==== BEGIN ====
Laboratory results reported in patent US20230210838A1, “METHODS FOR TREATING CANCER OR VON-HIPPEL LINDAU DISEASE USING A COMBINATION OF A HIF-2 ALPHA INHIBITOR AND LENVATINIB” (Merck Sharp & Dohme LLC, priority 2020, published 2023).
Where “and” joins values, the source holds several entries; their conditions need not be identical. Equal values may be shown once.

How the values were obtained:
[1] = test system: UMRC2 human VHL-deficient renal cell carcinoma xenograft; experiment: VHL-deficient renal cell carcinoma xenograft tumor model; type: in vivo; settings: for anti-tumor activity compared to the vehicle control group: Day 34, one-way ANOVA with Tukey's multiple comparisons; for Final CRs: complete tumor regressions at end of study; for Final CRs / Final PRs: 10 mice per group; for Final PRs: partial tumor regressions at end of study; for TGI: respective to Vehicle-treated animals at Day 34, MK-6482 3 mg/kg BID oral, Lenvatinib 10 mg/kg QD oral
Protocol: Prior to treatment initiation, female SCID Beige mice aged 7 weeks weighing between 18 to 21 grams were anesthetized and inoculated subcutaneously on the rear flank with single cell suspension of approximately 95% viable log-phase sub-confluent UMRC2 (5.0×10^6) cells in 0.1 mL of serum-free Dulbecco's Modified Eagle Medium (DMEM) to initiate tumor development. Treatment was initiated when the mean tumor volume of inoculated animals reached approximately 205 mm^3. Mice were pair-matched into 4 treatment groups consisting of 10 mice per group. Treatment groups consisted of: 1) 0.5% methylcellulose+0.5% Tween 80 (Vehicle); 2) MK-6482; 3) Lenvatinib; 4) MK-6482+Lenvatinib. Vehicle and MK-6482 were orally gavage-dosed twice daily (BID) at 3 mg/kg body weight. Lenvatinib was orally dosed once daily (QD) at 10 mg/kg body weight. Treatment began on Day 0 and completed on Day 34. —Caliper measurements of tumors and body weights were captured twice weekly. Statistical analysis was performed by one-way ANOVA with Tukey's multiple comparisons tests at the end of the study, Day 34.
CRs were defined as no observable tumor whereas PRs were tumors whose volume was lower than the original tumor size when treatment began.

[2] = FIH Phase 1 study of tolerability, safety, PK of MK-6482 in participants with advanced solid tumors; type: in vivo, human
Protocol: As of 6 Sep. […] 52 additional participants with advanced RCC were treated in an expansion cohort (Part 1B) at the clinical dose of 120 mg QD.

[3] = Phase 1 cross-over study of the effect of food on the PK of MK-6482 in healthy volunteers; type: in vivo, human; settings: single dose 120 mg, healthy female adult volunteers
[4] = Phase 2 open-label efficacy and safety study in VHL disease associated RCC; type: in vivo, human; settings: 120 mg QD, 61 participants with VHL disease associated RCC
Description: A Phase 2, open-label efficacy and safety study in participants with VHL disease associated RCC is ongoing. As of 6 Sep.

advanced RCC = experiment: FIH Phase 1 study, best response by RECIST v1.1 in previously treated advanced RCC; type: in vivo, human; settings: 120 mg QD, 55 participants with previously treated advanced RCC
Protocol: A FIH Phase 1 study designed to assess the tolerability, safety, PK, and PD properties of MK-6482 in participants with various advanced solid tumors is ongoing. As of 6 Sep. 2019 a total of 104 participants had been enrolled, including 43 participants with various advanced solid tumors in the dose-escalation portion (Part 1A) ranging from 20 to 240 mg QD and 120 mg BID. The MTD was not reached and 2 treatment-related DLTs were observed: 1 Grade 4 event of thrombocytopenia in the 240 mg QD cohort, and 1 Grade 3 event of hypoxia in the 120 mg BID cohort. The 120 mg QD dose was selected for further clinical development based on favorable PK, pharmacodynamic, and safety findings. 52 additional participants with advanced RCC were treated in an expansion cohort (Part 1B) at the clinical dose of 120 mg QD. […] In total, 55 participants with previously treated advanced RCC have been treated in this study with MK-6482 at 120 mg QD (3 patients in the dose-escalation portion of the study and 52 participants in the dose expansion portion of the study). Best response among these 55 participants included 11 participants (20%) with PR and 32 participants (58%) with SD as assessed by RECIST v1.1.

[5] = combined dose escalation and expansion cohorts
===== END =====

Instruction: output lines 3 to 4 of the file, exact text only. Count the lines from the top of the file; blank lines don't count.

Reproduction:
How the values were obtained:
[1] = test system: UMRC2 human VHL-deficient renal cell carcinoma xenograft; experiment: VHL-deficient renal cell carcinoma xenograft tumor model; type: in vivo; settings: for anti-tumor activity compared to the vehicle control group: Day 34, one-way ANOVA with Tukey's multiple comparisons; for Final CRs: complete tumor regressions at end of study; for Final CRs / Final PRs: 10 mice per group; for Final PRs: partial tumor regressions at end of study; for TGI: respective to Vehicle-treated animals at Day 34, MK-6482 3 mg/kg BID oral, Lenvatinib 10 mg/kg QD oral